Fire department now using Autopulse device
Jan. 16, 2014 PLYMOUTH EAGLE.
The Wayne-Westland Fire Department has taken another step into the future as the EMTs begin testing an automated device designed to provide cardiopulmonary resuscitation for victims of sudden cardiac arrest, freeing up first responders’ hands to perform other necessary medical tasks.
According to Assistant Chief John Adams, the device is now being evaluated by the Wayne- Westland medical responders as part of the Tdepartmental involvement as the Test Department for the Medical Control Board of Western Wayne County.
“We (Wayne-Westland) are the fifth busiest department in the state, so when you look at the likelihood that we will experience one of these cardiac events, it is more probable it will be here,” Adams said.
The department will now be equipped with the new life-saving technology, the ZOLL Autopulse Non-invasive Cardiac Support Pump, or Autopulse as the medical rescue specialists refer to the machine.
The Autopulse is designed with a lifeband which fits around the chest of a patient who has gone into cardiac arrest, applying mechanical resuscitation to the patient. The Autopulse first measures the chest in order to apply perfect force and pressure to each individual, based on the American Heart Association guidelines. It then performs consistent compressions. This consistency has been attributed to saving numerous lives of cardiac arrest victims, according to Wayne Westland Fire Chief Michael Reddy.
“Our goal is to protect the lives of Wayne and Westland citizens, and this purchase is an important step in helping to achieve that goal,” said Reddy. “I have been a professional first responder for more than 21 years, and I have never seen a device that does what the Autopulse does.”
Adams said the devices, which can range in cost from $2,500 to $8,000, are not yet in widespread use, partly due to the cost. He said that Westland is working on several grant sources for funding of the devices.
Adams said that while the Autopulse provides the necessary resuscitation compressions, the EMT has his or her hands free to provide the needed ventilation and medication therapy that can be the difference between life and death.
With consistent compressions, the Autopulse increases blood flow by moving more blood, consistently increasing the chances of survival. The manual cardiopulmonary resuscitation also helps improve rescuer safety, as they don’t have to stand up and perform CPR in the back of a moving ambulance.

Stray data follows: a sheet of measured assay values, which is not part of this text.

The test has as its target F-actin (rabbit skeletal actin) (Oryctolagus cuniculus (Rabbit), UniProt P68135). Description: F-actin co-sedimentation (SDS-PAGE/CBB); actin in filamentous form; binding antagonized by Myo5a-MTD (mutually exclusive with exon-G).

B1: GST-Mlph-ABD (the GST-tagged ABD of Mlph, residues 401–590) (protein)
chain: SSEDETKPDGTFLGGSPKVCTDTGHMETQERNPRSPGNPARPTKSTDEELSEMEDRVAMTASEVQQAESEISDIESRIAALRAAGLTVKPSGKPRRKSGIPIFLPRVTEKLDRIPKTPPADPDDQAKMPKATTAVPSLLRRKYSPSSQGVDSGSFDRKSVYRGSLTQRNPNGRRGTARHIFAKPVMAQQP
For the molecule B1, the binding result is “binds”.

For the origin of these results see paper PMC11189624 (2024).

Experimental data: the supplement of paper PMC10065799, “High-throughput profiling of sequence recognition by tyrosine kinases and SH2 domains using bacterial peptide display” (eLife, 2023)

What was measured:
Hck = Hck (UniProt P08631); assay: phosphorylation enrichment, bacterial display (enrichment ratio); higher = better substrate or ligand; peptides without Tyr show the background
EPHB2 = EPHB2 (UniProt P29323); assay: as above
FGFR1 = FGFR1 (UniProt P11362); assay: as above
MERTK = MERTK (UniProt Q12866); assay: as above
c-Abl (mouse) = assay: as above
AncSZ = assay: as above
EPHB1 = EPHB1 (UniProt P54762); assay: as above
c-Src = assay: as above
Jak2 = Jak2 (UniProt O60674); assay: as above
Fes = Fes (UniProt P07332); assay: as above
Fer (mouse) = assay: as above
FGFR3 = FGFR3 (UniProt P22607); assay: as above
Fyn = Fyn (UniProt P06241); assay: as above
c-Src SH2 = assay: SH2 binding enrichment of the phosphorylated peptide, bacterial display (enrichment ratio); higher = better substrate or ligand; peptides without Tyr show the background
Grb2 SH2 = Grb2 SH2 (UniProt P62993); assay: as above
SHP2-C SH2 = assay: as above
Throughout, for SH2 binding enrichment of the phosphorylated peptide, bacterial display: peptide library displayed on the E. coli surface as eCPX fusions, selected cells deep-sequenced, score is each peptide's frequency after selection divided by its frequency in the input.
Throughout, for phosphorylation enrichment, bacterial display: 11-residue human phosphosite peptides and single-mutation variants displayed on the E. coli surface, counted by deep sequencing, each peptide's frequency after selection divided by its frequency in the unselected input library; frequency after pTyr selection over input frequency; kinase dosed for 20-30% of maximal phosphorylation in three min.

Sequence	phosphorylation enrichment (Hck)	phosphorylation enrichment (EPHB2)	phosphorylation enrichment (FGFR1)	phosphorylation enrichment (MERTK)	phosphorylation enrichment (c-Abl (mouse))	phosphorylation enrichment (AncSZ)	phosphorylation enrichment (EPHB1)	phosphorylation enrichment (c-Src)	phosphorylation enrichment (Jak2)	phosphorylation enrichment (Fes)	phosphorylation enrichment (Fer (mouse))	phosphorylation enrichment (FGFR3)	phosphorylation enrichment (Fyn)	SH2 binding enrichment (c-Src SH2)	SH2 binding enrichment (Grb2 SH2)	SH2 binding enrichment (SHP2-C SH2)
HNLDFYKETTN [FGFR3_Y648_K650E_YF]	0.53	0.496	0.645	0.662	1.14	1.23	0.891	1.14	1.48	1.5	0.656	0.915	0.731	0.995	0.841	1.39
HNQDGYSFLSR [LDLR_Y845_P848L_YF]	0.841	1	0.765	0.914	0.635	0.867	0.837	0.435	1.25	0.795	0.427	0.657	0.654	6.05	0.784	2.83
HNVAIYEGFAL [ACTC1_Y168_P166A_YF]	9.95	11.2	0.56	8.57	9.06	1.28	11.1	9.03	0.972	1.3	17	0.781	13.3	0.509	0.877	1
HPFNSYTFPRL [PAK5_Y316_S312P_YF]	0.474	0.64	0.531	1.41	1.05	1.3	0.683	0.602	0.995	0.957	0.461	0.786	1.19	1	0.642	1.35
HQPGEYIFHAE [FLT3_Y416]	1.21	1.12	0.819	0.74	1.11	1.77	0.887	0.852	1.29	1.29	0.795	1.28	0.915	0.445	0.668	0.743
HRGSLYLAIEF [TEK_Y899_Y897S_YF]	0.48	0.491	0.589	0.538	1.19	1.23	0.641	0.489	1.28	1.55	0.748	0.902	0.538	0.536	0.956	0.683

“Once a person is in cardiac arrest, every minute counts to get the heart beating normally again,” said Reddy. “For every minute that passes the chance of survival decreases by 10 percent. After 10 minutes, survival is unlikely. With the Autopulse we are better pre- pared to deal with cardiac arrest.”
Sudden cardiac arrest is the leading cause of death in the United States, killing one American every two minutes. It is estimated that 95 percent of victims of cardiac arrest die before they reach a hospital or other source of emergency response center. Sudden cardiac arrest-related deaths are not for lack of trying on responders’ parts, however, manual chest compressions often come up short, with pauses in compression being detrimental to the patient, Reddy explained.
The Autopulse has been on the market for five years, and is used consistently in life-saving events throughout the U.S. and around the world, Reddy said.
“The use of the Autopulse was a no-brainer for the city. It improves CPR techniques to aid our fire fighters in saving the lives of residents and it improves safety for our rescuers. It is a win-win,” said Westland Mayor William Wild.
Adams noted that this is part of what he described as the continued and serious effort of both Reddy and Wild to provide the best service possible to the citizens of Wayne and Westland.
“Our goal is to lead the way and assist our residents by providing the best possible service we can. The chief has made it clear we need to provide the best service possible and the mayor has been instrumental in that effort.
“This equipment will help provide the best possible outcome for our residents,” Adams said.
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